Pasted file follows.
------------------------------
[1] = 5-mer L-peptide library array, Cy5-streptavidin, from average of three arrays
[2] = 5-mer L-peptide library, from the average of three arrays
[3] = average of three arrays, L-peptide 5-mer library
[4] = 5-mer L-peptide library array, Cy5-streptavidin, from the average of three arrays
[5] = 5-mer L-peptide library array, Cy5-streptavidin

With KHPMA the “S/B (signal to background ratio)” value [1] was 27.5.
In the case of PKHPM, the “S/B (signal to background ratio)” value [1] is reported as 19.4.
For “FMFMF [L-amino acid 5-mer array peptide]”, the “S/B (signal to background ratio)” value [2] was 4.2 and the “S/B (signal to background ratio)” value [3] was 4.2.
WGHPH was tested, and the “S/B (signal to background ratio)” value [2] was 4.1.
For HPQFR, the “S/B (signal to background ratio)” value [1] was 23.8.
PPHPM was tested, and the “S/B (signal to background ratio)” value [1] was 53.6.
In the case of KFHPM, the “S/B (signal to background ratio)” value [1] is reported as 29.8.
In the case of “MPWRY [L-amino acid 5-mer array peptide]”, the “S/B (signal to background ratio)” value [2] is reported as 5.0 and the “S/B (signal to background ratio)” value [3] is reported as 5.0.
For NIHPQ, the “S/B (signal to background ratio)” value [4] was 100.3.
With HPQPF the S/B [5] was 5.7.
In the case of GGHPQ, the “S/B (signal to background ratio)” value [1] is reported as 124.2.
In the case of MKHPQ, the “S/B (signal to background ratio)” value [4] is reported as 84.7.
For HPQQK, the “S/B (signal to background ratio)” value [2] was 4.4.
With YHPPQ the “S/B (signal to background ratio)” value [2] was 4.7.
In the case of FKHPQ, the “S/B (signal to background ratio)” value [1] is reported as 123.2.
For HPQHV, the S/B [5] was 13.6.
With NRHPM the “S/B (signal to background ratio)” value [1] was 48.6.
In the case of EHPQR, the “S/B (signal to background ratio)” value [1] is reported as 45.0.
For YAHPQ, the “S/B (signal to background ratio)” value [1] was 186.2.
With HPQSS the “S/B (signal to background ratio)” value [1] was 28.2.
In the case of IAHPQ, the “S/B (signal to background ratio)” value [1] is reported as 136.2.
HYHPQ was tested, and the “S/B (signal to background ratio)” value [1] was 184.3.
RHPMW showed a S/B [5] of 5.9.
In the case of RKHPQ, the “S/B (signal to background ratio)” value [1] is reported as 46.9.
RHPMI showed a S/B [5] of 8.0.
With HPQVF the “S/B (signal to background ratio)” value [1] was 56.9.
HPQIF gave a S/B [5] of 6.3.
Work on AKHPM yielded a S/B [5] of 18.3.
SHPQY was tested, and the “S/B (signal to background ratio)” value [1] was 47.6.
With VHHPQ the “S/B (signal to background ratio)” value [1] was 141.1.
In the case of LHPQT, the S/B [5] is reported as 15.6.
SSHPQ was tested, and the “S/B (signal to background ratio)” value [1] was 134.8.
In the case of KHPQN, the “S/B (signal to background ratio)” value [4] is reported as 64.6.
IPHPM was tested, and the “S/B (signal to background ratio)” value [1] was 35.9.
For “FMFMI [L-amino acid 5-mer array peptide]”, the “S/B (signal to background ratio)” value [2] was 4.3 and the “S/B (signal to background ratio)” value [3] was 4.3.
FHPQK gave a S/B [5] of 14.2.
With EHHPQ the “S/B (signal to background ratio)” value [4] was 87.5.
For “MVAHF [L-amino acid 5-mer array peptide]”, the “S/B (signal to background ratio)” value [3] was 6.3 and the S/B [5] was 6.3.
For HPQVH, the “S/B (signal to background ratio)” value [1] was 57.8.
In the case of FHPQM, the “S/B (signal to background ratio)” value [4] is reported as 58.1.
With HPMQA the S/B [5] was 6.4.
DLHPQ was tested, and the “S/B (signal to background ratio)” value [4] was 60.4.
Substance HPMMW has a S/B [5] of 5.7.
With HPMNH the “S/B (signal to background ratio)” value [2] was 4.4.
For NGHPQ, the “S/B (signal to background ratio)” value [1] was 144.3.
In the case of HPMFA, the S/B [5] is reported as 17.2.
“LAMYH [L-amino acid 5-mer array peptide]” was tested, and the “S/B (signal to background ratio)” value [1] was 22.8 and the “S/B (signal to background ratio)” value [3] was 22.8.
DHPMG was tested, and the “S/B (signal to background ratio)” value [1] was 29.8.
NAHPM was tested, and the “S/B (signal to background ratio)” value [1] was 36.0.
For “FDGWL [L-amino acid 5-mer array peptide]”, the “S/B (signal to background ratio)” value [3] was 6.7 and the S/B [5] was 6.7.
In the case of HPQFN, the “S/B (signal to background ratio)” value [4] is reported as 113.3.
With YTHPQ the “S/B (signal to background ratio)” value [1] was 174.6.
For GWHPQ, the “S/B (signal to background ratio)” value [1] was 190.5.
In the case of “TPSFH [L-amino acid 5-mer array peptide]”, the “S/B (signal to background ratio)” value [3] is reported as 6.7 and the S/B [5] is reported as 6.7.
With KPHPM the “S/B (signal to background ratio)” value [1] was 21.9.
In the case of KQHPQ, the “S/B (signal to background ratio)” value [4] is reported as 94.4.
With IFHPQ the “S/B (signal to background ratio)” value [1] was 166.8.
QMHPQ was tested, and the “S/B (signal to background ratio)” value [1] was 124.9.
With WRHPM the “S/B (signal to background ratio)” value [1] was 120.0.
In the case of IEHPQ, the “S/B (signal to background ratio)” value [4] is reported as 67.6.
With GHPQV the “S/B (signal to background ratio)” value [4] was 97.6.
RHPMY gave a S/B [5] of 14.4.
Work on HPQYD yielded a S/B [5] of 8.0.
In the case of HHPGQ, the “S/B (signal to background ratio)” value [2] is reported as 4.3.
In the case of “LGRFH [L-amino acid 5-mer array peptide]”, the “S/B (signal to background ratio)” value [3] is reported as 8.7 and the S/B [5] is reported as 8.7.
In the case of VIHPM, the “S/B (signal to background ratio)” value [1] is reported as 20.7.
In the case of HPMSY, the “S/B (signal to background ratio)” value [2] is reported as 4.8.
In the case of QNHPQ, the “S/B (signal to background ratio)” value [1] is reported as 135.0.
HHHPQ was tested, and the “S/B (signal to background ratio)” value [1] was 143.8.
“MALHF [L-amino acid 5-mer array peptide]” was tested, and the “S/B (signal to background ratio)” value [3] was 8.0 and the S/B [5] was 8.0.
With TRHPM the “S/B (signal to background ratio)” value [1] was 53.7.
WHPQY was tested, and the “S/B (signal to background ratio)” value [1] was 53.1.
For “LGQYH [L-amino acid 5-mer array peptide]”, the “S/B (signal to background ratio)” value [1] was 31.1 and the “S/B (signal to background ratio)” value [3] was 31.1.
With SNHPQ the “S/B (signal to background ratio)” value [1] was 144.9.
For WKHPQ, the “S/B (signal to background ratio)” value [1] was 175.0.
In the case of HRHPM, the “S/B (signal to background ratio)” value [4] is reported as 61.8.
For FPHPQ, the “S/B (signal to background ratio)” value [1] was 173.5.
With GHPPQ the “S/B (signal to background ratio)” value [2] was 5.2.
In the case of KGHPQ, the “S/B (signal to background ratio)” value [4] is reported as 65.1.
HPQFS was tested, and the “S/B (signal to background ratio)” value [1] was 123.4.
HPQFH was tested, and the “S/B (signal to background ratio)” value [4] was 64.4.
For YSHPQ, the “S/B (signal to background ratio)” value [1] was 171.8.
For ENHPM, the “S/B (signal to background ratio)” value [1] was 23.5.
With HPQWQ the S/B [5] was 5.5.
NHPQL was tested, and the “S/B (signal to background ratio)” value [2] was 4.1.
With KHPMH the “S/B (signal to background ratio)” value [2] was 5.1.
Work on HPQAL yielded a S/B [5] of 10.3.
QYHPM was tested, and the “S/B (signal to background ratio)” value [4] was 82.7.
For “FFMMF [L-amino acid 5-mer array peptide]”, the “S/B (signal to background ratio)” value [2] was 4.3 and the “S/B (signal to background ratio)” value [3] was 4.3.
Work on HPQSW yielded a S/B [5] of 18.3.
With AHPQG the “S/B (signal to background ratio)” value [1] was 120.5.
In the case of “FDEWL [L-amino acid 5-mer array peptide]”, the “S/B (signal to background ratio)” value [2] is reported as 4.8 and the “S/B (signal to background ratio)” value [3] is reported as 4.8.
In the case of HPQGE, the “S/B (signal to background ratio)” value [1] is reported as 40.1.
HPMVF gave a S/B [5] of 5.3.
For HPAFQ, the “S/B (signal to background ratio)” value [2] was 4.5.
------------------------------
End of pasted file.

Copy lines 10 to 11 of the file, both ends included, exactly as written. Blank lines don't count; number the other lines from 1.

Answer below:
For HPQFR, the “S/B (signal to background ratio)” value [1] was 23.8.
PPHPM was tested, and the “S/B (signal to background ratio)” value [1] was 53.6.